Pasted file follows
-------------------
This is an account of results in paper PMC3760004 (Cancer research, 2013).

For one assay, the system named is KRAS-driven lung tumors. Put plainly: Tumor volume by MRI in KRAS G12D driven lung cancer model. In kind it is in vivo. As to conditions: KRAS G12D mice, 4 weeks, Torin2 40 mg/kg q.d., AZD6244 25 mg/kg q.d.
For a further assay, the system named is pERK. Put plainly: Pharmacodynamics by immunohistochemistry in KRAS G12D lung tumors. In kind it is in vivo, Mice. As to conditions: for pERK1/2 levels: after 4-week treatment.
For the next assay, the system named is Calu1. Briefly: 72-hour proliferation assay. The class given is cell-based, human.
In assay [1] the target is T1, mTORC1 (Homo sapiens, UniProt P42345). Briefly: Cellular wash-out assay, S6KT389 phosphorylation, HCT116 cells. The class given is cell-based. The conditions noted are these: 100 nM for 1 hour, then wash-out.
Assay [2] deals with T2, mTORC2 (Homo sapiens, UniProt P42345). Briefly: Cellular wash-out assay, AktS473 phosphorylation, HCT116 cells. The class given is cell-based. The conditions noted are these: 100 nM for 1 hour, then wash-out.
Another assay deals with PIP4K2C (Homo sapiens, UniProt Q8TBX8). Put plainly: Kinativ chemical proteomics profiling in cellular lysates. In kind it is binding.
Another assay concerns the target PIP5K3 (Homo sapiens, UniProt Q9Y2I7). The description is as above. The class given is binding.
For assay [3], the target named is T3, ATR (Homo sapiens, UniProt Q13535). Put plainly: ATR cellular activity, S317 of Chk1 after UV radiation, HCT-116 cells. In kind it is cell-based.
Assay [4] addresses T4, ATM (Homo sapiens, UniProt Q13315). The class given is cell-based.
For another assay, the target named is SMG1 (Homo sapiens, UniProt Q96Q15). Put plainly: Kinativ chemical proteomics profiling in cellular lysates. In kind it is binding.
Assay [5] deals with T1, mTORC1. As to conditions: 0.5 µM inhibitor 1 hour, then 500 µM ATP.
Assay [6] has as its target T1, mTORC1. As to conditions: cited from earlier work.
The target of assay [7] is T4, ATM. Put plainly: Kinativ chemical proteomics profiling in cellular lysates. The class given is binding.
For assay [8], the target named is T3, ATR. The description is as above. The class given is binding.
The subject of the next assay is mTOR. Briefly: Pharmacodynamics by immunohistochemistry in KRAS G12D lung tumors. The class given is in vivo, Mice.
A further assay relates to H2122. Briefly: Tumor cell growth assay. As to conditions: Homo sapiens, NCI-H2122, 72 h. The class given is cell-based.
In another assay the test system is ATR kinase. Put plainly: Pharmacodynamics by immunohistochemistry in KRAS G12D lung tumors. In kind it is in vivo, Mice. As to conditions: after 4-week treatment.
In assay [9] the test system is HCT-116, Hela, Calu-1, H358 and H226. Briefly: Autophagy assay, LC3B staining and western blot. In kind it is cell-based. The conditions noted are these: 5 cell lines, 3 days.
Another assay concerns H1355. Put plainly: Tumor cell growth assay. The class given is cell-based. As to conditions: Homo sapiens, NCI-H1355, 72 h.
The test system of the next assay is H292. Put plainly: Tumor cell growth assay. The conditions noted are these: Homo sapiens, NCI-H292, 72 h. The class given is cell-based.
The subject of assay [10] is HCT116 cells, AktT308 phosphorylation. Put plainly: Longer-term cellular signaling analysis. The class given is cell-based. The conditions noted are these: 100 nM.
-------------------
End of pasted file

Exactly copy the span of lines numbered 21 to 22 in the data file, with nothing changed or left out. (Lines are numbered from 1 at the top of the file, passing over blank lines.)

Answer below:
The test system of the next assay is H292. Put plainly: Tumor cell growth assay. The conditions noted are these: Homo sapiens, NCI-H292, 72 h. The class given is cell-based.
The subject of assay [10] is HCT116 cells, AktT308 phosphorylation. Put plainly: Longer-term cellular signaling analysis. The class given is cell-based. The conditions noted are these: 100 nM.